Health Briefs: Unclaimed Storage Treasures and Community Bazaar July 15
July 8, 2017
Think Storage Wars Craig-style: A fund raising event for Yampa Valley Pregnancy & Family Center will be held from 9 a.m. to 2 p.m. July 15 at Big Bar Storage on Stock Drive at Lincoln Avenue. Locks on the storage unit(s) will be cut at 9 a.m., large items will be put out for a silent auction, smaller items will go on the bazaar tables for sale. Shoppers will also have the opportunity to buy 50/50 Raffle ticket with the drawing at 1:30 p.m., Or take a turn at the Car Smash Booth and be sure to get a Law Dog before you head home. For more information call 970-824-5204 or email firstname.lastname@example.org.
How Do I Protect Myself from UV Rays?
People who get a lot of exposure to ultraviolet (UV) rays are at greater risk for skin cancer.
Sunlight is the main source of UV rays, but you don't have to avoid the sun completely. And it would be unwise to stay inside if it would keep you from being active, because physical activity is important for good health. But getting too much sun can be harmful. Some people think about sun protection only when they spend a day at the lake, beach, or pool. But sun exposure adds up day after day, and it happens every time you are in the sun.
The American Cancer Society offers steps you can take to limit your exposure to UV rays. Simply staying in the shade is one of the best ways to limit your UV exposure. If you are going to be in the sun, "Slip! Slop! Slap!® and Wrap" is a catchphrase that can help you remember some of the key steps you can take to protect yourself from UV rays:
• Slip on a shirt.
Recommended Stories For You
• Slop on sunscreen.
• Slap on a hat.
• Wrap on sunglasses to protect the eyes and skin around them.
For more helpful tips visit: http://www.cancer.org/cancer/skin-cancer/prevention-and-early-detection/uv-protection.html.
Menopause: Tips for a Healthy Transition
During the menopause transition, women may notice troublesome symptoms like hot flashes or trouble sleeping. Risk for heart disease and osteoporosis increase during this time, as well. The National Institute on Aging offers five tips to help:
Quit smoking or using tobacco.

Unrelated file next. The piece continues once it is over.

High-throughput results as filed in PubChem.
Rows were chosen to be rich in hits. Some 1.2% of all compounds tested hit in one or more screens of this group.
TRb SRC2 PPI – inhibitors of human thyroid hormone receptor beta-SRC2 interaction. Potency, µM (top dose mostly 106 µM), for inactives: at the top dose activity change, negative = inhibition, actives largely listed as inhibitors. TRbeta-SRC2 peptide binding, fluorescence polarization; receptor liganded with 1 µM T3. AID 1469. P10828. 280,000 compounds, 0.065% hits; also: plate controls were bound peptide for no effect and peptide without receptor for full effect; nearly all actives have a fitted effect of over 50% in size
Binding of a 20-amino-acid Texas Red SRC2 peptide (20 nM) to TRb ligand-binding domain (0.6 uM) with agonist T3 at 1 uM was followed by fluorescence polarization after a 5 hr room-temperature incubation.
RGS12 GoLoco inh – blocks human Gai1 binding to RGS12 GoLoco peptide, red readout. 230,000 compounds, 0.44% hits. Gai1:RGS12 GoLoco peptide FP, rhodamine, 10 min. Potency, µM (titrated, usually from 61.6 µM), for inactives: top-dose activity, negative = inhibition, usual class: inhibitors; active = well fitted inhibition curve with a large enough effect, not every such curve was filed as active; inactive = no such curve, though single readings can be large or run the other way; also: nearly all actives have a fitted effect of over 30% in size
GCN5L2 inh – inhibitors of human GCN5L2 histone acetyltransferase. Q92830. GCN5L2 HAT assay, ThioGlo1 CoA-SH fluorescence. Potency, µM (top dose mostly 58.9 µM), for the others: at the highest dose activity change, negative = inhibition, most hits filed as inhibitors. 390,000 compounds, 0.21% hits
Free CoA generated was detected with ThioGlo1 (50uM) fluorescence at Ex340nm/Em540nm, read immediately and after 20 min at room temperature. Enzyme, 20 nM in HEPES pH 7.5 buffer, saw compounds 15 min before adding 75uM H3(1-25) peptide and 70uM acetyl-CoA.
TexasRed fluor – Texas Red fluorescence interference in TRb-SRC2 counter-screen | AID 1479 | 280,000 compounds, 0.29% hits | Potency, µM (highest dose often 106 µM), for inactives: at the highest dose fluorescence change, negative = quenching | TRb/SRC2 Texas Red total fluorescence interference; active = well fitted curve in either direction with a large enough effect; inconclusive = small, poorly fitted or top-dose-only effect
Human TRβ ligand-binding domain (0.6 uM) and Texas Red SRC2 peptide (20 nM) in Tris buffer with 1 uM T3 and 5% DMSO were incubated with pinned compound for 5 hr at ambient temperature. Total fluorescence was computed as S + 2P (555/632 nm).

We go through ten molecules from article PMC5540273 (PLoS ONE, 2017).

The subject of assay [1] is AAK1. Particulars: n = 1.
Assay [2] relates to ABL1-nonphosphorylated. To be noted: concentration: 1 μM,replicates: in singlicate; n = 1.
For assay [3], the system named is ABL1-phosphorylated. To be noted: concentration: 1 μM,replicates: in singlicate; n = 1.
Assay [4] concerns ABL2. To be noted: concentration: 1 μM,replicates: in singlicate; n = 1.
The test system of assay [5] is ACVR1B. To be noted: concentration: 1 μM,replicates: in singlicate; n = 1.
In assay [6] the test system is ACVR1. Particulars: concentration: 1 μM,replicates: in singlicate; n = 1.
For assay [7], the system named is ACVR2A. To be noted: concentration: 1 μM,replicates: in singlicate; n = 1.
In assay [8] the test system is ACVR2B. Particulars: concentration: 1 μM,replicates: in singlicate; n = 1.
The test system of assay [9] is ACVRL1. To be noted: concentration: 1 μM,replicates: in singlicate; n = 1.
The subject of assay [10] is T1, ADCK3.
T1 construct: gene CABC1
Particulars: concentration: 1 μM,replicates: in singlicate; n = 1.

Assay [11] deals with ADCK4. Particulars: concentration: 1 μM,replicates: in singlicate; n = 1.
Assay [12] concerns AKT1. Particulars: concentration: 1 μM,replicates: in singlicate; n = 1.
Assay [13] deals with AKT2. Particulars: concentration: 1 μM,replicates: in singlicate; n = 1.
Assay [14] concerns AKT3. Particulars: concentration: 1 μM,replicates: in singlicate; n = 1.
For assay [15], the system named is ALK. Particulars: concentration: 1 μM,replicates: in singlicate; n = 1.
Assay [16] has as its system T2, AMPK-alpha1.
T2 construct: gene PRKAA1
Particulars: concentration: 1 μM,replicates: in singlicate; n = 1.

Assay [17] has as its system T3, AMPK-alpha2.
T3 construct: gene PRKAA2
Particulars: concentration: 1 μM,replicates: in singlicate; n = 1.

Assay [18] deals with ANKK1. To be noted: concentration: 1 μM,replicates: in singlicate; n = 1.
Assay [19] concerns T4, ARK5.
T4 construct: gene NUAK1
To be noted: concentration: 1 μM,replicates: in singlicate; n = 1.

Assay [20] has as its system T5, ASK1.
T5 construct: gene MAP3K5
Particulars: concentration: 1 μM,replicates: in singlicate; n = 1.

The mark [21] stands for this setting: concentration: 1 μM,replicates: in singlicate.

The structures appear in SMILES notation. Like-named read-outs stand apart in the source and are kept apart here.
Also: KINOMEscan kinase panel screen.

Eat a healthy diet, low in fat, high in fiber, with plenty of fruits, vegetables and whole-grain foods.
Make sure you get enough calcium and vitamin D.
Learn what your healthy weight is, and try to stay there.
Do weight-bearing exercise, such as climbing stairs or dancing, at least three days each week for healthy bones. Try to be physically active in other ways for your general health.
Remember that menopause is not a disease that has to be treated, but doctors can help talk about staying healthy and controlling bothersome symptoms like hot flashes.
Deaths from Cancer Higher in Rural America
The cancer gap between rural and urban Americans continues to grow in the United States, according to a new report from the Center for Disease Control and Prevention. The study shows that cancer death rates are falling more slowly in rural areas than in urban areas, but proven strategies can help reduce these disparities.
The report is the first comprehensive description of cancer incidence and deaths in rural and urban areas.
While rural areas have lower rates of new cases of cancer (incidence rates) than urban areas, they have higher cancer death rates. Incidence rates were higher in rural areas for several cancers, including those linked to tobacco use such as lung cancer, and those that can be prevented by screening such as colorectal and cervical cancers.
To reduce these gaps, health care providers in rural areas can:
• Encourage patients to make healthy choices that lower cancer risk, such as quitting smoking, avoiding secondhand smoke, protecting skin from the sun when outdoors, staying physically active, and eating healthy foods.
• Recommend cancer screening tests and vaccinations that can prevent cancer.
• Participate in comprehensive cancer control coalitions.
The complete report is available at:
Wellness Wednesday lunch and speaker schedule for July
Wellness Wednesday offers fitness classes, wellness checks with a nurse, activities, lunch and guest speakers for older adults. It's held every Wednesday at St. Michael's Catholic Church. For more information visit northwestcoloradohealth.org/agingwell or call 970-871-7676.
Tuna roll up, salad, cookie
Becky Field, vocalist (pending)
Ham pasta salad, 3 bean salad, roll, pineapple upside down cake
Christina Oxley, Craig Chamber of Commerce
No Wellness Wednesday
Pizza, salad, dessert
Lynn Cox, Northwest Colorado Health Dental Clinic
Learn how to protect you and your loved ones during a thunderstorm
The weather forecast calls for a slight chance of thunderstorms, but you can only see a few fluffy white clouds overhead. So you and your tennis partner grab your racquets and balls and head for the tennis court. You spend a few minutes warming up and then—wait! Is that thunder you hear? Was that a lightning flash?
What do you do? Keep playing until the thunder and lightning get closer? Go sit on the metal bench under the trees to see what happens? Or get in your car and drive home?
Correct answer: If no substantial, non-concrete shelter is nearby, get in your car and wait out the storm. Why? Because being outside when lightning is present is not something to take lightly—ever.
To learn more, visit CDC's National Center for Environmental Health's "Your Health — Your Environment" blog.